Sources: Paraguay was disappointed with Israel's behavior
Despite Israel believes Paraguay's decision to move embassy to Tel Aviv was due to Arab pressure, sources say Paraguayan officials' anger about Israel's behavior triggered decision; former Paraguayan president Horacio Cartes says 'Any nation that had turned its back on Israel, paid a very heavy price.'
The sources added that Paraguay's senior officials had fumed about the fact neither Prime Minister Benjamin Netanyahu nor other Israeli minister had visited their country, or expressed any gratitude after Paraguay had acknowledged Jerusalem as Israel's capital.
"Israel didn't invest anything in its relations with Paraguay. Netanyahu didn't visit, there were no delegations nor agreements signed. The Arabs invested funds (in Paraguay) or at least promised to," according to the one of the sources.
"Not much was required from us to maintain the relations, but Israel took it as granted," the source opined.
However, Israel believes that the decision was made due to Arab pressure and a promise of future investment deals in the country.
Two weeks ago several businessmen and heads of prominent organizations were requested to organize an delegation to the south American country by December.
The Israeli flag was taken down Thursday from the building of the Israeli Embassy in Asuncion a day after the Latin American country had announced its decision to move its embassy back from Jerusalem to Tel Aviv.
In the wake of Paraguay's decision, Turkey announced it would open its embassy in Asuncion. Turkey’s ambassador to Paraguay has been operating out of Buenos Aires. Turkey has a consulate in Asuncion and another in Ciudad del Este, Paraguay.
"By opening the embassy, Turkey is expressing support for Paraguay’s stance on Israel," Paraguay’s Foreign Minister Luis Castiglioni told reporters.
Former Paraguayan president Horacio Cartes who decided to move its diplomatic mission in Israel to Jerusalem from Tel Aviv, slammed his successor President Mario Abdo Benitez's decision to return the embassy to Tel Aviv.
"The Jewish-Christian values have been betrayed," said Cartes who had travelled to Israel to inaugurate the Paraguay Embassy in May.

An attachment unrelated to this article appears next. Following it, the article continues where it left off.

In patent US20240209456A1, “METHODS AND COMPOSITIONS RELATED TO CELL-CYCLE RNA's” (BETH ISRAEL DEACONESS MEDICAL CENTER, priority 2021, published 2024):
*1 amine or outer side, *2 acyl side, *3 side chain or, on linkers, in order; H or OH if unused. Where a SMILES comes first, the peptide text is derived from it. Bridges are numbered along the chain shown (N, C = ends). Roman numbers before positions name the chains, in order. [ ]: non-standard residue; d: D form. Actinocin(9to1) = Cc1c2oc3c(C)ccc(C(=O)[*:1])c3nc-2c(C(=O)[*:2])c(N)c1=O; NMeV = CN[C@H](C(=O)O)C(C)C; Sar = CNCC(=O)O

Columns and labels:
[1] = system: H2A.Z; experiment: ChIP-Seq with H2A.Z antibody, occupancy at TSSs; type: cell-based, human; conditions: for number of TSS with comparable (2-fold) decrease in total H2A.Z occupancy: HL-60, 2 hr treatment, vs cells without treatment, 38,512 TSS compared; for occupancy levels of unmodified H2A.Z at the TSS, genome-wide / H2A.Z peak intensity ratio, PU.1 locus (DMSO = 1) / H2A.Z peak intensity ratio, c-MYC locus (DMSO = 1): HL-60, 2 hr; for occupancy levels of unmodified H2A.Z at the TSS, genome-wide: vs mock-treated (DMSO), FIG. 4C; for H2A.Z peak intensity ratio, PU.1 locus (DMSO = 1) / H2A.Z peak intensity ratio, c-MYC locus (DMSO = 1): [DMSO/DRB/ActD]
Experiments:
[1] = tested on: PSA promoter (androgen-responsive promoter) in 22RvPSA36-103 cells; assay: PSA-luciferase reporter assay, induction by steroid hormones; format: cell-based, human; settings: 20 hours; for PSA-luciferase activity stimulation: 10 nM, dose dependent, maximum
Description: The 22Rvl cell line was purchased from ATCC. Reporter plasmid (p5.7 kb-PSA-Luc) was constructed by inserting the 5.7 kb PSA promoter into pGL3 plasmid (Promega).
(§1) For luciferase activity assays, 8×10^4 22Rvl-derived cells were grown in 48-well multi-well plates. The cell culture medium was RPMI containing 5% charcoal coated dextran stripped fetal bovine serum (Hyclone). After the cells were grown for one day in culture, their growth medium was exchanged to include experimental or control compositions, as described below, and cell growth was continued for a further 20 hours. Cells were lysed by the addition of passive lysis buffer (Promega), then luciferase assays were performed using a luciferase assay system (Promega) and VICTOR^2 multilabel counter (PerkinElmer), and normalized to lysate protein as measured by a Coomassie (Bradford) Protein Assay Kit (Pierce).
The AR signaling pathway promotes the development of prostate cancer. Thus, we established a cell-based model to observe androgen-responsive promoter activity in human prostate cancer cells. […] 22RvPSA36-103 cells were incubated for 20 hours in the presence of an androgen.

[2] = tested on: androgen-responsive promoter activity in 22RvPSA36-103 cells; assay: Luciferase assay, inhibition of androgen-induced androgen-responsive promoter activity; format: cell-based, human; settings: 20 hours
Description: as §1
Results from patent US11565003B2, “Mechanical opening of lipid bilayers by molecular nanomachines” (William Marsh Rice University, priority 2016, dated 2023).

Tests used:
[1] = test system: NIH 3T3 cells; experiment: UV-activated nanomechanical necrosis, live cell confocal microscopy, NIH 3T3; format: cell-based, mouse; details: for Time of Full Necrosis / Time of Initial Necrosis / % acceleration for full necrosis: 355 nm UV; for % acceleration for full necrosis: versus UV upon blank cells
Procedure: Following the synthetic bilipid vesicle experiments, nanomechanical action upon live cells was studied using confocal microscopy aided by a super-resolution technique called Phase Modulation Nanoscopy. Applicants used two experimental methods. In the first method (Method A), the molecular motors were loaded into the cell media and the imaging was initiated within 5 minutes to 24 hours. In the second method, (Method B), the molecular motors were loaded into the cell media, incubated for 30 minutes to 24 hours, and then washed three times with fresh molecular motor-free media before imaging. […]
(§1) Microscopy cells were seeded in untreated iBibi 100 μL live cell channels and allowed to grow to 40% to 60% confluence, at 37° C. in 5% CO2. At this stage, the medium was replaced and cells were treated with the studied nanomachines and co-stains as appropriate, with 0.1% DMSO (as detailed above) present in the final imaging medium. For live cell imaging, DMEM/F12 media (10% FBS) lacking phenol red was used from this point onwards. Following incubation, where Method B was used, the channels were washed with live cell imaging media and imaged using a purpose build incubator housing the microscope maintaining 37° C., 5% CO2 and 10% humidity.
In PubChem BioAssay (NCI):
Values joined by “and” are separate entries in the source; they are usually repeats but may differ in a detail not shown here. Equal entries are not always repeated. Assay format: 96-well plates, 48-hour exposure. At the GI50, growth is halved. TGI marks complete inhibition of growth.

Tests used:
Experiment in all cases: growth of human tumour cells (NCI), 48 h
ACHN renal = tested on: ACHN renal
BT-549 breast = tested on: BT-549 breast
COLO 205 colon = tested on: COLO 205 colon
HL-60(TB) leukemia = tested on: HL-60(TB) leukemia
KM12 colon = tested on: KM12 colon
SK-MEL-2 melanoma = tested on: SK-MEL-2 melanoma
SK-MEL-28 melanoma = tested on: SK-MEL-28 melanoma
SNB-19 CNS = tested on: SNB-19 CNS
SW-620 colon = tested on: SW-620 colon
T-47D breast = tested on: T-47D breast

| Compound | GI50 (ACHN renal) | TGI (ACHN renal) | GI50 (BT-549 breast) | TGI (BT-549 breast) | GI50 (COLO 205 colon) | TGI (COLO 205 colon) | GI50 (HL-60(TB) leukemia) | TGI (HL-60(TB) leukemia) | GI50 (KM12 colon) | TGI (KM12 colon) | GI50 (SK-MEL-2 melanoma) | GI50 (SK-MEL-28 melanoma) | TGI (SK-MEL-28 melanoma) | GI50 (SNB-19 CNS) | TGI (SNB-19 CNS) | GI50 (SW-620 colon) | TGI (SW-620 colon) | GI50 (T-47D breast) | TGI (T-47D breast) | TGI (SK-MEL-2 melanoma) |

Cartes added, "Today a friend was betrayed, the Paraguayan people's will and stance were betrayed.
"The friendship between Paraguay and Israel was betrayed. Any nation that had turned its back on Israel, paid a very heavy price," the former president elucidated.
Jerusalem swiftly responded when Prime Minister Benjamin Netanyahu ordered to shut down the Israeli Embassy in Asuncion.
Israeli Ambassador to Paraguay Ze'ev Harel had to leave hastily his residence in the country. He posted a picture of him riding a horse as a metaphor for his departure.
"I would like to thank you from the bottom of my heart without addressing any political issue," Harel wrote on his Facebook page.
"Unfortunately, I have to leave Paraguay unexpectedly. You know why.
"I had a wonderful year here and I've enjoyed every minute of it. My soul is tied to Paraguay. It pains me. I love Paraguay and pray for good things to come," the Israeli envoy concluded.
An official from the Paraguayan Embassy was not surprised by the new president's decision to move back the embassy to Tel Aviv. The official also revealed that the lease of the embassy in Jerusalem allowed early termination.
Benitez announced he would not close the Paraguay Embassy in Israel.
"I regret Israel's decision. The reaction of closing the embassy was a little exaggerated and we urge authorities to reconsider it," Benitez said at a news conference in Itapua, 273 miles (440 kilometers) south of Asuncion.